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Latest News in Israel – 20th November

5 killed, including American tourist, in terrorist shooting near Gush Etzion in the West Bank

A Palestinian terrorist killed an American, an Israeli and a Palestinian on Thursday afternoon when he shot at cars stuck in a traffic jam near the Gush Etzion junction in the West Bank.

Seven others were lightly wounded in the attack, two Israeli women and five American yeshiva students. They were all evacuated to the Sha’are Tzedek Medical Center. The Americans are due to be released. while the two Israeli women will be hospitalized overnight.

The United States said it considered the attack to be an act of terrorism.

“We condemn these terrorist attacks against innocent civilians in the strongest possible terms,” Edgar Vasquez, a spokesperson for the State Department, said.

“As we’ve made clear, we remain deeply concerned about the situation,” he said, “and continue to urge all sides to take affirmative steps to restore calm and prevent actions that would further escalate tensions.”

Initial reports suggest that the terrorist fired at the cars as he drove by them and was even able to reload this gun. He then sped in the direction of the Alon Shvut settlement, but slammed into a car.

The terrorist exited the vehicle and attempted to fire off further shots. Security forces shot at the terrorist and then arrested him. Video footage from the scene show the terrorist lying on the ground as soldiers surround him.

The Israeli victim, Yaakov Don, 51, from the Alon Shvut settlement, who is a father to four children.  He was evacuated from the scene by a Magen David Adom ambulance and was pronounced dead upon his arrival at the Haddassah Medical Center in Ein Karem.

The Palestinian victim and the unidentified American victim, presumed to be 18, were pronounced death at the scene.

The Gush Etzion area has been the scene of numerous terror attacks over the past two months.

The incident followed shortly after a fatal terrorist attack that occurred in Tel Aviv earlier in the day.

A Palestinian terrorist stabbed three people in south Tel Aviv on Thursday, killing two of them and wounding another.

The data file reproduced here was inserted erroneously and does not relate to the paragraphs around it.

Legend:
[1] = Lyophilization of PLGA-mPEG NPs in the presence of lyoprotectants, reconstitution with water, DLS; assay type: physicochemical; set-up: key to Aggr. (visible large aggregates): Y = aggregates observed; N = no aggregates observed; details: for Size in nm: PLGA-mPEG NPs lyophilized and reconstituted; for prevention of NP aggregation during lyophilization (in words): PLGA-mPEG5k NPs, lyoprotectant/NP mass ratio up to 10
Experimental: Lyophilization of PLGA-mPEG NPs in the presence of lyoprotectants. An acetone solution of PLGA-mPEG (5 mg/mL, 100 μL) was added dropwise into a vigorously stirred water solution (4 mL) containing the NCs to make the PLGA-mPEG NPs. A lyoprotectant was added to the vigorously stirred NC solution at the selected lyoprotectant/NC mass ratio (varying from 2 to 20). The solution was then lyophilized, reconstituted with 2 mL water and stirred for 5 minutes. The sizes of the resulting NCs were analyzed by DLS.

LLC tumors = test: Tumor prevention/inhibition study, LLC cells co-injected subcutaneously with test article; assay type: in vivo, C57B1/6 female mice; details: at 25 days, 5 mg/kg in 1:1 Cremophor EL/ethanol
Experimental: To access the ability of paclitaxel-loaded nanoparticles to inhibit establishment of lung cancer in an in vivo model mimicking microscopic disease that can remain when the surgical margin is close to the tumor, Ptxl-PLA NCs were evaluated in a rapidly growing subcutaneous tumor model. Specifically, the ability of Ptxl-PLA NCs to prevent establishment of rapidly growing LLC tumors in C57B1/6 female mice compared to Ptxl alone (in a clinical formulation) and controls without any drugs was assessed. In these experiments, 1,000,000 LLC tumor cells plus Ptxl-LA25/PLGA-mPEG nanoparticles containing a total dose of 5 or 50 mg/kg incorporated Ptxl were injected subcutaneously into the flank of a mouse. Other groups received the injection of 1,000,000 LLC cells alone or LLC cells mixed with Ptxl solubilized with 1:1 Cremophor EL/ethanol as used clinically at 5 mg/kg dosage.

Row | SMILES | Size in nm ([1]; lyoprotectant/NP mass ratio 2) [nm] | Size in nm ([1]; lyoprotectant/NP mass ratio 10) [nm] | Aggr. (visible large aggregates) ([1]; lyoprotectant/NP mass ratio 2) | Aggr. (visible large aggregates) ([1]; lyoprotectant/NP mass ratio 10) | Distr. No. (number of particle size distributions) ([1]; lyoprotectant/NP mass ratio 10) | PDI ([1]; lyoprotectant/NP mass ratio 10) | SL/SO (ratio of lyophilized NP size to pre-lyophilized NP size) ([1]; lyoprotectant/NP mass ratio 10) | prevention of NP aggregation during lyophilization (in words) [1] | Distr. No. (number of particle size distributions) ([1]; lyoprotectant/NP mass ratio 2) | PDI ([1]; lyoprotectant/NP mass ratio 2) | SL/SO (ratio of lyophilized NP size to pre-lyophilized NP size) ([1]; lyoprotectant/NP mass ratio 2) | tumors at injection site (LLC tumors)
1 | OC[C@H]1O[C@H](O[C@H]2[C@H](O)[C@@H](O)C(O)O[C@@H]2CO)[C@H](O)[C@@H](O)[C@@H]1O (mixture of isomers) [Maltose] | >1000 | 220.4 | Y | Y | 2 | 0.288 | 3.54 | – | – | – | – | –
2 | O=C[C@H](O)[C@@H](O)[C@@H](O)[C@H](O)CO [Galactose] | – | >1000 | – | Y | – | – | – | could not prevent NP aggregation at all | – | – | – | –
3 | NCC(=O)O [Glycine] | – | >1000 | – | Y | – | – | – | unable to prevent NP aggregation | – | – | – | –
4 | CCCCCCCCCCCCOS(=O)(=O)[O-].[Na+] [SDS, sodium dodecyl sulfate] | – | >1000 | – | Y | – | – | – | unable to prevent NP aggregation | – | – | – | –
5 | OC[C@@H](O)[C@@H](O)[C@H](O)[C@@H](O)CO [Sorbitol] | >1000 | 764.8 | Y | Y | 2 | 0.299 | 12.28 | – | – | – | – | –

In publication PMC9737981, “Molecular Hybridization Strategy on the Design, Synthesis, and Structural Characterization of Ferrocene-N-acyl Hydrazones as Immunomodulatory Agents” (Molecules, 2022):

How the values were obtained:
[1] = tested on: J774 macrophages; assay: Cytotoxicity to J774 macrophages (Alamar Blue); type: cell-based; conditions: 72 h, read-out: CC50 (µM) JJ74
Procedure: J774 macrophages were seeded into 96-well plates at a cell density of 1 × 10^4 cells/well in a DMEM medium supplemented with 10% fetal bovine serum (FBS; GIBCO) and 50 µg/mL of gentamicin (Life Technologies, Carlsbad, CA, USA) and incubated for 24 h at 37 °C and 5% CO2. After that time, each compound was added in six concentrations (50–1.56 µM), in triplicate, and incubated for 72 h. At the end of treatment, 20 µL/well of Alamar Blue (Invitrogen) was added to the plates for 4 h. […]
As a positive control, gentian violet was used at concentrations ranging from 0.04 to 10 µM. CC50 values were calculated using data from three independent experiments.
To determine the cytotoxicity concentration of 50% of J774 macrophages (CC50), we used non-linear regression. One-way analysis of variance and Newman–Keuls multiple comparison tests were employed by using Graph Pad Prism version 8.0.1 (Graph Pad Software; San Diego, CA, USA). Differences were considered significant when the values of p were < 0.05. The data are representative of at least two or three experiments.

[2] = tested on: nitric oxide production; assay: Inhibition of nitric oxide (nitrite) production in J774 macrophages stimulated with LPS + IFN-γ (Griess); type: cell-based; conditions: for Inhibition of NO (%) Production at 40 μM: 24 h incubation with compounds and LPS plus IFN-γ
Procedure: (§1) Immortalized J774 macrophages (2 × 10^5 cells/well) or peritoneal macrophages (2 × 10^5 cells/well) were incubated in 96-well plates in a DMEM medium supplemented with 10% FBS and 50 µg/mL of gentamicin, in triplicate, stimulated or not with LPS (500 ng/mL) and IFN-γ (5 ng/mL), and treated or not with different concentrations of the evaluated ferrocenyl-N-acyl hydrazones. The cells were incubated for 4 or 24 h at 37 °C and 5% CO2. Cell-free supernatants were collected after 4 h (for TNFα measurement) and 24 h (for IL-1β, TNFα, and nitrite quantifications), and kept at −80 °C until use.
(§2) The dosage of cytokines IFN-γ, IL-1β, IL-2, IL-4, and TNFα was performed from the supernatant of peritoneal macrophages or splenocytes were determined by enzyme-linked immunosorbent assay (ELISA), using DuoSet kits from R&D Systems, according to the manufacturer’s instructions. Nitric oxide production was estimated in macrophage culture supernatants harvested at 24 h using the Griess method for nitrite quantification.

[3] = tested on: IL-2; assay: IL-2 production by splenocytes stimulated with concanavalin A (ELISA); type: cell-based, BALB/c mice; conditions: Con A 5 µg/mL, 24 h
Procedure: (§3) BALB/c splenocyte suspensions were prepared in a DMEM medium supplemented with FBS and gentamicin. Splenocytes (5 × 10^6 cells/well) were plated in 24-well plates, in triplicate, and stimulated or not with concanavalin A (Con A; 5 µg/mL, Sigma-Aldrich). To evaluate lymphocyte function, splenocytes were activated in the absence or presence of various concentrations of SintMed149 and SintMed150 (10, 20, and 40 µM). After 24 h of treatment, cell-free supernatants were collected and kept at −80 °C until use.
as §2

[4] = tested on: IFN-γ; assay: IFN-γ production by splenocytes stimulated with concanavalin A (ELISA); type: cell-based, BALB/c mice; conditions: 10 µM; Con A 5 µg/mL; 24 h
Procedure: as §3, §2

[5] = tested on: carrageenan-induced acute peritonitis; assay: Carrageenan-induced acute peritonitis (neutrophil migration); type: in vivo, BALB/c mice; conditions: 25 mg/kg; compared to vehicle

In that attack, police said that the terrorist attempted to flee the scene, but was apprehended by civilians who subdued him until police forces arrived on the scene. The suspect was arrested and taken in for questioning.

The Shin Bet stated that the attacker was a 36-year-old Palestinian from the village of Dura near Hebron. He did not have a previous security record. According to initial reports, the suspect had a permit to work in Israel and was employed at a nearby restaurant.                 (Jerusalem Post)

Palestinian terrorist kills two in south Tel Aviv stabbing attack

A Palestinian terrorist stabbed three people in south Tel Aviv on Thursday, killing two of them and wounding another.

Police said that the terrorist attempted to flee the scene, but was apprehended by civilians who subdued him until police forces arrived on the scene. The suspect was arrested and taken in for questioning.

The Shin Bet stated that the attacker was a 36-year-old Palestinian from the village of Dura near Hebron. He did not have a previous security record. According to initial reports, the suspect had a permit to work in Israel and was employed at a nearby restaurant.

Police searched the area to ensure that the terrorist did not have an accomplice.

The stabbing took place at the Panarama Building on Ben Tzvi Street, outside of a Judaica store where prayer services were being held.

Eyewitness Shimon Vaknin said the prayer service had just started when a man covered in blood fell on a number of worshipers. Vaknin said he and the rest of the worshipers – around 15 to 20 – pushed the attacker outside and barricaded the door while he shouted in Arabic and continued to try to force his way back in. Others tried to treat the wounded man until paramedics arrived.

Vaknin said they looked outside the window and saw another critically wounded man on the pavement.

Sigal Pinchas, another eyewitness, said she was almost a victim of the attack and was struggling to keep her composure.

She had walked back to her office to grab her car keys and head to her vehicle which was parked next to the Judaica store. She walked in and heard screaming and looked out of the blinds of the office window to see the attacker stabbing a victim repeatedly.

“I was supposed to be right next to the car,” she said.

One man,  Aharon Yasiev, 32, was pronounced dead on the scene after efforts to resuscitate him failed. MDA paramedics transported two wounded people, one in critical condition and one moderately wounded, to Sourasky Medical Center in the city.  The critically wounded man was later pronounced dead at the hospital, bringing the death toll in the attack to two.

Moshe Danonberg and Yonit Ninio, MDA paramedics who arrived on the scene, said that “it was a difficult sight. At the entrance to one of the businesses in the building a 32-year-old man lay unconscious, without a pulse and not breathing, suffering from stab wounds to his upper body. Next to him, a man in his 30s lay with stab wounds to his upper body.”

The paramedics said that one floor down in the building they found Rueven Aviram, 51, an additional victim who was conscious.

While no terrorist organization claimed responsibility for the stabbing attack, Hamas spokesman Husam Badran described it as “heroic” and called for more such attacks against Israel.

Badran expressed hope that such attacks would convince Israel to return the bodies of Palestinian “martyrs”killed while carrying out terror attacks in Israel.